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How to reduce condensation on your windows?

  1. If your furnace is equipped with a humidifier or you run a separate humidifier unit, turn it off until the amount of condensation is reduced. Make sure that the humidifier and the setting switch are really working;
  2. Run kitchen and bathroom exhaust fans longer that your normally would;
  3. Make sure you clothes dryer is vented to the outside to keep the hot air and moisture from building up;
  4. Avoid hunging wet clothes inside to dry;
  5. If you have a fireplace, open the damper;
  6. The free circulation of air around windows is important. Leave drapes and blinds open as much as possible;
  7. Leave the furnace fan running rather than set on automatic.

If condensation is still a problem

Remember that windows don't cause condensation but a high humidity level can. If the above 7 Simple Steps don't solve the problem you might want to consult with an expert. Ask your heating contractor to check the airflow in the house and your humidifier.

What is condensation?

Stained ceilings, water streaming from windows and mold on trim and walls are all the common result of excessive water vapour in the air.

If we could only see the water vapour in our homes we would have a better chance of controlling it. We can't see water vapour, but we can see it's effects. The most common is condensation on the inside surface of your new windows. The fog, or in severe cases, the frost that forms on the glass is a sure tell-tale sign that the humidity level in your house is too high.

Condensation problems arise because air can hold only a limited amount of water vapour at any given temperature. Cold air can hold less water than warm air.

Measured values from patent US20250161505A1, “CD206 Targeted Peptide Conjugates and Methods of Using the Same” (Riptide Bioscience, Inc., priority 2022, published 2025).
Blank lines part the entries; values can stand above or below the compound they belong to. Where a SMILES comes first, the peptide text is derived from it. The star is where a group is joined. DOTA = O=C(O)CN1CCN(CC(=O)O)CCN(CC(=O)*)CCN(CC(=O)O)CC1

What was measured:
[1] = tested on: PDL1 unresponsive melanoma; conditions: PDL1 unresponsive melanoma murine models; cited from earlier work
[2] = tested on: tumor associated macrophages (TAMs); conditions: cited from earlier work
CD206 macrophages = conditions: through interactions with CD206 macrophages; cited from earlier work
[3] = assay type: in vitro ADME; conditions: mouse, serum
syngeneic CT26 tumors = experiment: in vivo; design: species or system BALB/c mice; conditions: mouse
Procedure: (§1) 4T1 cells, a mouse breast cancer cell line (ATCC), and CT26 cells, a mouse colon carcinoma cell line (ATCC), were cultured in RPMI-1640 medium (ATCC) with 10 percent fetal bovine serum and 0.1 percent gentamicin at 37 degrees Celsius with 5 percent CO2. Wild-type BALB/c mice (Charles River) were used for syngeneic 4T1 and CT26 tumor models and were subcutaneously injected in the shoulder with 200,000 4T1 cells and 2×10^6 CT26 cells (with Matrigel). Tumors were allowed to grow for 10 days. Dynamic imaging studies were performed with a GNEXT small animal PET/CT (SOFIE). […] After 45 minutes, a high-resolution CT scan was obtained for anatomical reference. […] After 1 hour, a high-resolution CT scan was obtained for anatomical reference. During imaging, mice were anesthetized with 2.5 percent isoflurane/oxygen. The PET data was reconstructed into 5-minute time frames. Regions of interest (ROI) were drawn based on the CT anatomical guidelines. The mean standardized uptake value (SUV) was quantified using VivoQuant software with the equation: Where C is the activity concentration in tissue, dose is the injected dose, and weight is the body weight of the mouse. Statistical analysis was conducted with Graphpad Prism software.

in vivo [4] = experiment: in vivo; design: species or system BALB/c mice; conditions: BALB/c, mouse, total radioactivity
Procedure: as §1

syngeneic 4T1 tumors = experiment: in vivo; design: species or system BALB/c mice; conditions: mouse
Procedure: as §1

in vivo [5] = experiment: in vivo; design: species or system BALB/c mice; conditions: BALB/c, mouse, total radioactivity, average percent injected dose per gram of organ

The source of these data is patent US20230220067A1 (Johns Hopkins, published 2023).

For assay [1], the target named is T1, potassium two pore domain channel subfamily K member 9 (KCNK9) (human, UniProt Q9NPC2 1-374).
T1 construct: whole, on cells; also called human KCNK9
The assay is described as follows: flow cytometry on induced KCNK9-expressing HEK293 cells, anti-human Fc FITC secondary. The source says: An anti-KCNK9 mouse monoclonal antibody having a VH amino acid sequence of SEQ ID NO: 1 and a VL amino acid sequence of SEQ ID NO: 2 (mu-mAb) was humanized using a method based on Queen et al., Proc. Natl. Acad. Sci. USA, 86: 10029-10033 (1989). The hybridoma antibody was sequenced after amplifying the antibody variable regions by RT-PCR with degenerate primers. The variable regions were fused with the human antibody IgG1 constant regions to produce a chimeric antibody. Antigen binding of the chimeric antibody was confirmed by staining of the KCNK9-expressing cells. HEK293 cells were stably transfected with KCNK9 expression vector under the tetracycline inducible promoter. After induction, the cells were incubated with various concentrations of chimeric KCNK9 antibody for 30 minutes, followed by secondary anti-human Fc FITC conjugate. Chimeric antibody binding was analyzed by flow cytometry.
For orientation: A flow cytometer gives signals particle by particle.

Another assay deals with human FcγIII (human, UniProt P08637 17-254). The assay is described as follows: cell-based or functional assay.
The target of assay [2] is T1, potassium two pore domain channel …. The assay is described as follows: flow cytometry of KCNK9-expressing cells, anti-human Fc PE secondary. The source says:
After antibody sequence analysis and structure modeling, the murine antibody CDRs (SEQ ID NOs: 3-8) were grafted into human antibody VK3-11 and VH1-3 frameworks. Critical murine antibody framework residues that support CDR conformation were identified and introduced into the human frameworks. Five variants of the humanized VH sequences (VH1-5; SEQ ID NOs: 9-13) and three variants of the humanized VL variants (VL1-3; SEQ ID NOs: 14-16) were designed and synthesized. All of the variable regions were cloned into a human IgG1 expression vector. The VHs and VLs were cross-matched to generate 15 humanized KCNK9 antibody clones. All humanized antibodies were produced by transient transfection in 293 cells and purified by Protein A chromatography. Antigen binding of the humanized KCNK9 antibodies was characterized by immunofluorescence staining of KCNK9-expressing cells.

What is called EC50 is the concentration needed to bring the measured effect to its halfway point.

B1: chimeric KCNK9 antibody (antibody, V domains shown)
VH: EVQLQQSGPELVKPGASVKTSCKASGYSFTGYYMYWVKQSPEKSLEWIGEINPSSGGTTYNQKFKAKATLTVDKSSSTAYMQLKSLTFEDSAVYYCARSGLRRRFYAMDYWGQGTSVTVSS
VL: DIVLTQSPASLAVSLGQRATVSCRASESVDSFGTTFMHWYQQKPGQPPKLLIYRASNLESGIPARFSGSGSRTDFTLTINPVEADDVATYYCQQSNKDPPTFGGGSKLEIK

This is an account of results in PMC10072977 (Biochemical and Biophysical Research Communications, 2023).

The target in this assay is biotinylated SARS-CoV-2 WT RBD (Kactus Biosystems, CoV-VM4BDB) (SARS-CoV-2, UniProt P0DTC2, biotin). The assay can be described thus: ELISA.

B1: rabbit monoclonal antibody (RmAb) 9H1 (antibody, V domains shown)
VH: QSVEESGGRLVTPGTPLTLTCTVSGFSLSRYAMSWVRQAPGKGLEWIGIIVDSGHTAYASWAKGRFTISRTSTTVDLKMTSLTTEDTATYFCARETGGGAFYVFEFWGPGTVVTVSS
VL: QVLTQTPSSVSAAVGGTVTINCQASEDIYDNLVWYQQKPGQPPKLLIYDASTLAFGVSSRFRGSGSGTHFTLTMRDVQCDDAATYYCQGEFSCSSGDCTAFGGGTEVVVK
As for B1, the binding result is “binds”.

When air at a given temperature contains all the water vapour it can hold, it is said to have a relative humidity level of 100%. If it contains only half the water vapour it can hold at that temperature, then the relative humidity is 50%. If the temperature changes but no water vapour is added or removed, then the relative humidity will also change. It will increase as the temperature falls and decrease as the temperture rises. Relative humidity will rise as the temperature falls until the "DEW POINT" is reached, that is, the temperature at which the air can hold no more water vapour. Any further decrease in temperature will cause some of the vapour to condense as fog when the temperature is above freezing or as frost when it is below freezing.

It should be pointed out that a little fogging at the lower corners of the insulating glass units is nothing to be concerned about. Heavy fogging or worse, ice formation on the glass surfaces is a cause for concern. It is symptomatic of invisible moisture damage that could be happening in other parts of your home. Household humidity is a modern problem. More and more of us are living in "air tight" homes, they are more economical to heat and cool and easier to keep clean but we have created another problem and that is lack of air exchange and moisture traps.

Sources of moisture

The principal sources of water vapour in today's homes vary with lifestyles but the following is just a small list of normal daily activities and the water vapour they introduce per day.

Cooking (three meals a day) 3-4 lbs
Dishwashing 1-2 lbs
Shower or Bath 1-2 lbs
Weekly Laundry 30 lbs
Occupancy (family of four) 12 - 15 lbs


How much is enough

As stated before, we need some humidity in our homes to be comfortable. A house that is too dry is just as bad as a house that is too humid. Symptoms of a dry house are sore throats, itchy eyes, nosebleeds, and dry skin to name a few. Other, not so obvious symptoms are static electricity, cracked and dried out furniture and a constant feeling that the house is colder than it really is. Your new windows are a great barometer of just where your humidity level should be. "NOT ENOUGH TO FOG THE GLASS BUT JUST ENOUGH TO FEEL COMFORTABLE."

There are naturally more sophisticated means to check the humidity levels in your home from simple, inexpensive hygrometers to more complicated "wet and dry" bulb hygrometers. There are even inexpensive digital units that will measure temperature and humidity levels available at most hardware stores.

In the following chart are the recommended safe humidity levels based on outside temperatures for an interior household temperature of 70 degrees F.

-20 Deg. F. or below not over 15%
-20 Deg. F. to -10 not over 20%
-10 Deg. F. to 0 not over 25%
0 Deg. F. to 10 not over 30%
10 Deg. F. to 20 not over 35%
20 Deg. F. to 40 not over 40%